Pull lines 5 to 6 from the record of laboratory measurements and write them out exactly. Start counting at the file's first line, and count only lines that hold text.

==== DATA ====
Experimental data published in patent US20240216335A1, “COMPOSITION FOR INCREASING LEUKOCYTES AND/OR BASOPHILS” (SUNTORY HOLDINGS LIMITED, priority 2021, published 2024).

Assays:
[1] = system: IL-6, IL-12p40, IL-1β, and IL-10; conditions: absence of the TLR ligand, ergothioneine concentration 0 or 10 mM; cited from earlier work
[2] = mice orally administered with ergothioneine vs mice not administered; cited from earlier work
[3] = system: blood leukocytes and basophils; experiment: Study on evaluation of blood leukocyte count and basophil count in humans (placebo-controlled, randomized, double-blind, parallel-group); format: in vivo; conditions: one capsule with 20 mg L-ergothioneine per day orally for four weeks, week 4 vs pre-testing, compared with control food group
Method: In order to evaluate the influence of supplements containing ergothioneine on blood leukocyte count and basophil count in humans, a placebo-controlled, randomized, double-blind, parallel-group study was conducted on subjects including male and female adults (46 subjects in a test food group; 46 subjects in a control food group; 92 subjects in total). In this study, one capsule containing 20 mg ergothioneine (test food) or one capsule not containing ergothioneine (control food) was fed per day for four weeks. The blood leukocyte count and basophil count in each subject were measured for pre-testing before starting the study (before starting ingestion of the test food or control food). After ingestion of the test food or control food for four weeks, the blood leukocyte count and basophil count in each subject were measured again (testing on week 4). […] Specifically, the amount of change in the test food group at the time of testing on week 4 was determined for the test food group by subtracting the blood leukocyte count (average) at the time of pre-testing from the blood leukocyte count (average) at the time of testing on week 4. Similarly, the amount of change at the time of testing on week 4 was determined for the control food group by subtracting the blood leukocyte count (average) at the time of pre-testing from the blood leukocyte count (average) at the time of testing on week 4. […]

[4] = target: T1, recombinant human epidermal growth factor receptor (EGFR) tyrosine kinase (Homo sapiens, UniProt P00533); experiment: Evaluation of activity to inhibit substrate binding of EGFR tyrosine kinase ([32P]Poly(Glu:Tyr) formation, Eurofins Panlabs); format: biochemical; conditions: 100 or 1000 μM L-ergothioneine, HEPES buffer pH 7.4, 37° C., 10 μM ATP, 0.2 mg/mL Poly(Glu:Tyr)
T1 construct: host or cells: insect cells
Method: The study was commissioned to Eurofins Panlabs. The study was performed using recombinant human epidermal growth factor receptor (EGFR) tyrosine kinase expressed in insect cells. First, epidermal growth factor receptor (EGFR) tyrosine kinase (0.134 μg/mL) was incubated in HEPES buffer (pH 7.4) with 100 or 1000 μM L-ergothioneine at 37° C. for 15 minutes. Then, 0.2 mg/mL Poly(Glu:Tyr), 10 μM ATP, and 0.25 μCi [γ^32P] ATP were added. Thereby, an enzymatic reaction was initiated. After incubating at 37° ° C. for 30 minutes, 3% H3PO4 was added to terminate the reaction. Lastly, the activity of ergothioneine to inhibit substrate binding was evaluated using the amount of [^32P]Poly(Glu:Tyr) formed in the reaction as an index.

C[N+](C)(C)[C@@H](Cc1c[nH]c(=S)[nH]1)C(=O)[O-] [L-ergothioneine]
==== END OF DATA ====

[3] = system: blood leukocytes and basophils; experiment: Study on evaluation of blood leukocyte count and basophil count in humans (placebo-controlled, randomized, double-blind, parallel-group); format: in vivo; conditions: one capsule with 20 mg L-ergothioneine per day orally for four weeks, week 4 vs pre-testing, compared with control food group
Method: In order to evaluate the influence of supplements containing ergothioneine on blood leukocyte count and basophil count in humans, a placebo-controlled, randomized, double-blind, parallel-group study was conducted on subjects including male and female adults (46 subjects in a test food group; 46 subjects in a control food group; 92 subjects in total). In this study, one capsule containing 20 mg ergothioneine (test food) or one capsule not containing ergothioneine (control food) was fed per day for four weeks. The blood leukocyte count and basophil count in each subject were measured for pre-testing before starting the study (before starting ingestion of the test food or control food). After ingestion of the test food or control food for four weeks, the blood leukocyte count and basophil count in each subject were measured again (testing on week 4). […] Specifically, the amount of change in the test food group at the time of testing on week 4 was determined for the test food group by subtracting the blood leukocyte count (average) at the time of pre-testing from the blood leukocyte count (average) at the time of testing on week 4. Similarly, the amount of change at the time of testing on week 4 was determined for the control food group by subtracting the blood leukocyte count (average) at the time of pre-testing from the blood leukocyte count (average) at the time of testing on week 4. […]